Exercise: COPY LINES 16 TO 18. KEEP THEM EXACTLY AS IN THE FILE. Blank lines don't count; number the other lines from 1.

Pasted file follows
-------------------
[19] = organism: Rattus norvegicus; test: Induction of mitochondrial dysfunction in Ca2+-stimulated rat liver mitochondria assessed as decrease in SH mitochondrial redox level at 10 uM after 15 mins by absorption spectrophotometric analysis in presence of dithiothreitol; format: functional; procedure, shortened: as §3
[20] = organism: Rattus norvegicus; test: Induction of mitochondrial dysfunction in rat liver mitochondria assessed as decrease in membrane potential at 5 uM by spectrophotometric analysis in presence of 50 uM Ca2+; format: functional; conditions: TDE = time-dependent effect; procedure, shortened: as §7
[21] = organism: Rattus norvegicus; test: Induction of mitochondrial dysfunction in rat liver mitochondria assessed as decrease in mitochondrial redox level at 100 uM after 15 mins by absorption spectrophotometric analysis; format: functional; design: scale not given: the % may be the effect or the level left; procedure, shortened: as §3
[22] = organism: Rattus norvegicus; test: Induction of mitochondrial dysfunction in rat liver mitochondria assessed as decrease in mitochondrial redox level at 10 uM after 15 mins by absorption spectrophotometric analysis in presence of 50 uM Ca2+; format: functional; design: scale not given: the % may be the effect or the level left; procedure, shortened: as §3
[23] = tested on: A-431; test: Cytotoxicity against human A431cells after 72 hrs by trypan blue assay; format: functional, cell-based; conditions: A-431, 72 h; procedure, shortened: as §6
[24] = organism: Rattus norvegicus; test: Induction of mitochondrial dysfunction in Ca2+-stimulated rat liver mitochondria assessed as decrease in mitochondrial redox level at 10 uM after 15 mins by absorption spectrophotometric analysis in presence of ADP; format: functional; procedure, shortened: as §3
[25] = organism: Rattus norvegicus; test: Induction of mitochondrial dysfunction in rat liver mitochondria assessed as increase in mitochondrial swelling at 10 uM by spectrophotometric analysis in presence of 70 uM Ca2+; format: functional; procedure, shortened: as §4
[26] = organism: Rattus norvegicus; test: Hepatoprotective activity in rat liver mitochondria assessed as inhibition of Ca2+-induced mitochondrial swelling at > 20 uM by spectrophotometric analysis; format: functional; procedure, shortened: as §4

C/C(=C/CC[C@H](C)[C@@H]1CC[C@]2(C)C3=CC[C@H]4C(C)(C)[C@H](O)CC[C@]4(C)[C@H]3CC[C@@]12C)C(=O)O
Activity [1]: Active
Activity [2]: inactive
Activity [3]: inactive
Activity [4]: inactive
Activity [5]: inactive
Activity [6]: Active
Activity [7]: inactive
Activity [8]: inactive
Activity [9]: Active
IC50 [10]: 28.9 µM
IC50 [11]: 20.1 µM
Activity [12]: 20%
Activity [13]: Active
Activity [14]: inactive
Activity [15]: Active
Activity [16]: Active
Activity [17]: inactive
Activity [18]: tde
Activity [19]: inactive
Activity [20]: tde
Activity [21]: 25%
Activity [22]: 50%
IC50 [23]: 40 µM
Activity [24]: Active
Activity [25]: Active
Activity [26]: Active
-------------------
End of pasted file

Activity [7]: inactive
Activity [8]: inactive
Activity [9]: Active